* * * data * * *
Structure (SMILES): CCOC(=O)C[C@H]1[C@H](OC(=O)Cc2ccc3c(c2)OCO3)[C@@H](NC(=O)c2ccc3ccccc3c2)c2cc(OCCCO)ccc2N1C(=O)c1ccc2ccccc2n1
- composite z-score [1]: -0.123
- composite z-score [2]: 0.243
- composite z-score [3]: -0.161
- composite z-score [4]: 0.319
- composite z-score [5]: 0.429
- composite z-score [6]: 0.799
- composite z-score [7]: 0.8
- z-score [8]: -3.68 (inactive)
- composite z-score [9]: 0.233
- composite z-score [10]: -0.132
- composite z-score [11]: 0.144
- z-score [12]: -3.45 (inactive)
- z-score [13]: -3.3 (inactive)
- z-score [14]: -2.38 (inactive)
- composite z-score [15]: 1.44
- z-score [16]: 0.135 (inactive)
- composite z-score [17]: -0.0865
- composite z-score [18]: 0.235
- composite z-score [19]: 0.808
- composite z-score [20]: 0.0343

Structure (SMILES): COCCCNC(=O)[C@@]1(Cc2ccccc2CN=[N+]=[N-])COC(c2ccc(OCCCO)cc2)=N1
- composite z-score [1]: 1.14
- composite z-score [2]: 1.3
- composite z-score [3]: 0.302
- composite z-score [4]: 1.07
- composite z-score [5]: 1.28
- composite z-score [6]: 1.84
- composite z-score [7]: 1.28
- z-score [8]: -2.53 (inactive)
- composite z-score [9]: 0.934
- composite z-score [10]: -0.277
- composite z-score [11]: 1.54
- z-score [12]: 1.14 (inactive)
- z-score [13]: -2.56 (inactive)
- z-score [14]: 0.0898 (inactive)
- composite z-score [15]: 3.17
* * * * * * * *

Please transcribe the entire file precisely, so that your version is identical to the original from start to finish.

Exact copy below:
Structure (SMILES): CCOC(=O)C[C@H]1[C@H](OC(=O)Cc2ccc3c(c2)OCO3)[C@@H](NC(=O)c2ccc3ccccc3c2)c2cc(OCCCO)ccc2N1C(=O)c1ccc2ccccc2n1
- composite z-score [1]: -0.123
- composite z-score [2]: 0.243
- composite z-score [3]: -0.161
- composite z-score [4]: 0.319
- composite z-score [5]: 0.429
- composite z-score [6]: 0.799
- composite z-score [7]: 0.8
- z-score [8]: -3.68 (inactive)
- composite z-score [9]: 0.233
- composite z-score [10]: -0.132
- composite z-score [11]: 0.144
- z-score [12]: -3.45 (inactive)
- z-score [13]: -3.3 (inactive)
- z-score [14]: -2.38 (inactive)
- composite z-score [15]: 1.44
- z-score [16]: 0.135 (inactive)
- composite z-score [17]: -0.0865
- composite z-score [18]: 0.235
- composite z-score [19]: 0.808
- composite z-score [20]: 0.0343

Structure (SMILES): COCCCNC(=O)[C@@]1(Cc2ccccc2CN=[N+]=[N-])COC(c2ccc(OCCCO)cc2)=N1
- composite z-score [1]: 1.14
- composite z-score [2]: 1.3
- composite z-score [3]: 0.302
- composite z-score [4]: 1.07
- composite z-score [5]: 1.28
- composite z-score [6]: 1.84
- composite z-score [7]: 1.28
- z-score [8]: -2.53 (inactive)
- composite z-score [9]: 0.934
- composite z-score [10]: -0.277
- composite z-score [11]: 1.54
- z-score [12]: 1.14 (inactive)
- z-score [13]: -2.56 (inactive)
- z-score [14]: 0.0898 (inactive)
- composite z-score [15]: 3.17